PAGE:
We’ve seen plentiful VR music videos kicking around the depths of the internet as virtual reality has come to fruition. But what we haven’t seen as often are active (rather than passive) music-oriented games. Games with a specific goal in mind. Games that need direct player intervention in order to feel whole. Games that complement the music, rather than use it as a mere mechanic. Games like electronic musician Virgo’s Water Planet, a full-blown interactive accompaniment to her same-named EP, currently in development for Windows, Mac, and the HTC Vive.
Virgo, the musical project of filmmaker Elizabeth Ann Clark, describes her alter-ego as “an elven alien-space elf from a blue planet” in an interview with The Creator’s Project. A space elf, who in Water Planet, returns to her long-abandoned planet. Water Planet is both a listening experience for Virgo’s music, and a full-fledged game in itself. In Water Planet, Clark notes that the player is essentially what would be seen as the lead in a music video. At the start of the game, the player lands their spaceship onto their once-inhabited planet to refuel the ship, now tasked with traveling around to collect the necessary crystal shards to repower the ship. Exploration is not resigned to mere walking across lands, as the player must also submerge beneath the sea to swim and use flying orbs to transport to various destinations.
The world in Water Planet is unlike the one we know around us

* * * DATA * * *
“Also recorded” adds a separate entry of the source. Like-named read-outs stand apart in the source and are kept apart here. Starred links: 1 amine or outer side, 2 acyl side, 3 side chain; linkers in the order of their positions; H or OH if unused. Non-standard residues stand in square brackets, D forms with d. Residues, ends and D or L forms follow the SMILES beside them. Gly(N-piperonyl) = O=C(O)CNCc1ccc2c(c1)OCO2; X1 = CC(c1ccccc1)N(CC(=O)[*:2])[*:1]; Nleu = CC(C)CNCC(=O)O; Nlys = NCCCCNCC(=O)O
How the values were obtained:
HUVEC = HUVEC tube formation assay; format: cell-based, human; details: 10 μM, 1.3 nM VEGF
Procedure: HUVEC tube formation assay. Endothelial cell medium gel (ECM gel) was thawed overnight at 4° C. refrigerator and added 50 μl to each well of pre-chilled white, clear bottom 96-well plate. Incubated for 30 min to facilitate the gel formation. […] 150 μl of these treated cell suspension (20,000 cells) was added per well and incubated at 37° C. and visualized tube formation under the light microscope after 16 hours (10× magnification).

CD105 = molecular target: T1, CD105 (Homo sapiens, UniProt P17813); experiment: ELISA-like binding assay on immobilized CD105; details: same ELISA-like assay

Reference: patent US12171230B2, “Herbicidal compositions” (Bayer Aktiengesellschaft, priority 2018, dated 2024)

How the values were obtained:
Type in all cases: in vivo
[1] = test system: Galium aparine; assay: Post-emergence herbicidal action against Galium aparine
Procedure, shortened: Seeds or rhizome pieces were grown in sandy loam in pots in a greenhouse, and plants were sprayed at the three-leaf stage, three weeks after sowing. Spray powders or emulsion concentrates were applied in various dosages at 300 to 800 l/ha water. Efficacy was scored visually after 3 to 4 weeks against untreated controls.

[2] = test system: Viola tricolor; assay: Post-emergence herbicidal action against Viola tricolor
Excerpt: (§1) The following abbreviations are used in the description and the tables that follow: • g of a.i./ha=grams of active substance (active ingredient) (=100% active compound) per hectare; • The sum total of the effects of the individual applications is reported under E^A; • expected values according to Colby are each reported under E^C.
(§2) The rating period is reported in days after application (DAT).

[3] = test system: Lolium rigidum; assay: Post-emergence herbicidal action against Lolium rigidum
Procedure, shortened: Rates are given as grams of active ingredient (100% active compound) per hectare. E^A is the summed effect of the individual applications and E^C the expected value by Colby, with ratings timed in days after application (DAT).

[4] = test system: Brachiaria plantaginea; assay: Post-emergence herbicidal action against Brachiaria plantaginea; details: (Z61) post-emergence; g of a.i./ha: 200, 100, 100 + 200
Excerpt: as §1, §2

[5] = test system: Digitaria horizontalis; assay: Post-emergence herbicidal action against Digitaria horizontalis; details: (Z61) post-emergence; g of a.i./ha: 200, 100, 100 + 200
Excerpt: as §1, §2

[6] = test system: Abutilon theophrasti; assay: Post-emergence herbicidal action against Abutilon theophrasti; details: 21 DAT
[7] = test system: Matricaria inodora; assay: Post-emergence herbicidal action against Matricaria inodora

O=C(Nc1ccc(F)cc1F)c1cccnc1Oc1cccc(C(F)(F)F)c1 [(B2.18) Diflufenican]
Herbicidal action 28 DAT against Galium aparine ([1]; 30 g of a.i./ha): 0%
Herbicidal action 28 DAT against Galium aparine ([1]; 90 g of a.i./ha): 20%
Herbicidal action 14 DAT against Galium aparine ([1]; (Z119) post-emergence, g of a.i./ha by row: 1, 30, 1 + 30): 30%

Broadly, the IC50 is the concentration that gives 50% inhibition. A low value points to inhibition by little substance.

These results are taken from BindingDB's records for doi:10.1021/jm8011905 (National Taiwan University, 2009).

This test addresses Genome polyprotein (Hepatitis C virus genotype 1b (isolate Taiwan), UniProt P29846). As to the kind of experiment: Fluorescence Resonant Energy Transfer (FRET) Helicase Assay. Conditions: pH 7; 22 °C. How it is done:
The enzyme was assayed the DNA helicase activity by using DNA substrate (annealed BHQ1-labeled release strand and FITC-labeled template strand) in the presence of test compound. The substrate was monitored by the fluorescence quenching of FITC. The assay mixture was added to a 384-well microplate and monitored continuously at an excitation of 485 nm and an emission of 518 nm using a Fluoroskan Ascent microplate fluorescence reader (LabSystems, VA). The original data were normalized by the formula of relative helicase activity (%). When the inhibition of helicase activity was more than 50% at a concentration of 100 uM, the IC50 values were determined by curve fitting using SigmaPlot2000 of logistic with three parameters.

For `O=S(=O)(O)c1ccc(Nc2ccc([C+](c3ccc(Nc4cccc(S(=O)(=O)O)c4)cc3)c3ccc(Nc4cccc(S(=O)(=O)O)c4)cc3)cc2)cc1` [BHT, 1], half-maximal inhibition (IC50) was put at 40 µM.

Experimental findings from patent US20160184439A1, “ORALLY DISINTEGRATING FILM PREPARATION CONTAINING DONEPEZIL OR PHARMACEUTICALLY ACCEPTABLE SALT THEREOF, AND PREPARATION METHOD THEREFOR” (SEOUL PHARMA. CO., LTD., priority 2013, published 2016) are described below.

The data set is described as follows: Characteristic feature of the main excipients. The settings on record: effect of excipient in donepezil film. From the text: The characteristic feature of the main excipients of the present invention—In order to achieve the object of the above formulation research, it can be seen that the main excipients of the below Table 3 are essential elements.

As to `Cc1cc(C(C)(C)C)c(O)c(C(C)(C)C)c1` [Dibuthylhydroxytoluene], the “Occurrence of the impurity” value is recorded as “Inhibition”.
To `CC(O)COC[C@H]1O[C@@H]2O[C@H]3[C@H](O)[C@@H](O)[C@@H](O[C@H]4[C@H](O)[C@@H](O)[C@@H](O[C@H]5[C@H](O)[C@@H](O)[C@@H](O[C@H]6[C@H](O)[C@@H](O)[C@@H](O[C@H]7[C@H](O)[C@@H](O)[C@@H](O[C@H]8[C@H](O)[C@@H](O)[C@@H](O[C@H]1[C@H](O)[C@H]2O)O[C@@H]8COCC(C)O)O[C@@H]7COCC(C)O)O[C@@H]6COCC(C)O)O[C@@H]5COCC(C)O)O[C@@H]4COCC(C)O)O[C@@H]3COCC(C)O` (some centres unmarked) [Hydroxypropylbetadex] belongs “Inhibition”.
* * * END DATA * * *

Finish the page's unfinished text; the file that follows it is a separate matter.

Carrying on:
Water Planet thrives on the meshing of Virgo’s ethereal music with the game’s ocean-saturated visuals—created in part by Clark herself, and the electronic music and videogame collective The Revera Corporation. The world in Water Planet is unlike the one we know around us. Everything is a soothing blue. The world is desolate, mostly uninhabited (except for alien flora and fauna). Water Planet is a peek into the background of the mysterious Virgo, and contextualizes the project with a rooted, realized fantasy. With the HTC Vive (or through regular Windows and Mac gaming needs), the player can explore the environment as if they were there on their own two feet.
Water Planet, in fact, is the start of a series of additional immersive audiovisual experiences from The Revera Corporation. Water Planet’s production may have spawned from an entirely different mode of artistic expression, where Clark taught herself the nuts and bolts of game development through Unreal Engine. It was through this that Clark first created dizzying visuals for her live performances. Eventually, it seems, a game was the next logical step in a project where she “envisioned Virgo as a music video project where the music would be secondary.” And Water Planet was born.